BUILDING A POLITICAL ACTION COMMITTEE

Dear Kim:

I founded a political action committee (PAC) and have been doing everything myself for most of a year now. I know I have to step back, find board members who will help with fundraising, raise enough to hire a finance director, and generally manage the organization rather than being it. I have some idea how to do most of what’s needed, but I am clueless about board members. How do I find them? What makes a good one?

– Clueless in Philadelphia

 

Dear Clueless:

At the risk of seeming rude, I don’t see how you can be an effective one-person political action committee (PAC). If you are truly doing political action, then you are involving lots of people in your cause. It is from those people who are already involved that you will find good board members. A good board member is someone who shares a commitment to the mission and goals of the PAC and is willing to devote unpaid time to implementing whatever plans your PAC has decided on. Much, but not all, of this time will be spent in fundraising. Board members, of course, will also want a role in deciding on the direction the PAC is going and how best to get there. You are correct that you need to step back, but not simply to hire a finance director and find board members. You need to figure out how as a founder, you can start to build an organization that is bigger than you.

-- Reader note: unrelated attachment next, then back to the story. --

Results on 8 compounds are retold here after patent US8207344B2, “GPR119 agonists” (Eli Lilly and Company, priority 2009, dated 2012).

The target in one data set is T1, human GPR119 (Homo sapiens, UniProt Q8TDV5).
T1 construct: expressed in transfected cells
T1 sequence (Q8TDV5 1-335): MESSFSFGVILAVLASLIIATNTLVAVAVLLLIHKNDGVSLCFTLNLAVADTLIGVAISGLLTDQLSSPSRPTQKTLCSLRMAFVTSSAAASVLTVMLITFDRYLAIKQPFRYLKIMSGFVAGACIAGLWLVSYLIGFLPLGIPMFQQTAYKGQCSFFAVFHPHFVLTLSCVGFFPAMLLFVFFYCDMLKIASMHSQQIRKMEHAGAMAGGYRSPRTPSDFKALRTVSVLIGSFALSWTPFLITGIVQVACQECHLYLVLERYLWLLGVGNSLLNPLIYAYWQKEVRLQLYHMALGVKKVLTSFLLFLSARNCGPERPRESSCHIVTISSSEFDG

Good luck.

-Kim Klein

Note to readers: Political Action Committees, or PACs have the express goal of affecting the outcome of political elections for individuals or ballot measures. In contrast, 501(c)3 nonprofits cannot endorse or contribute funds to candidates. For more information, go the Alliance For Justice website (www.afj.org .) or the Center for Responsive Politics (www.opensecrets.org).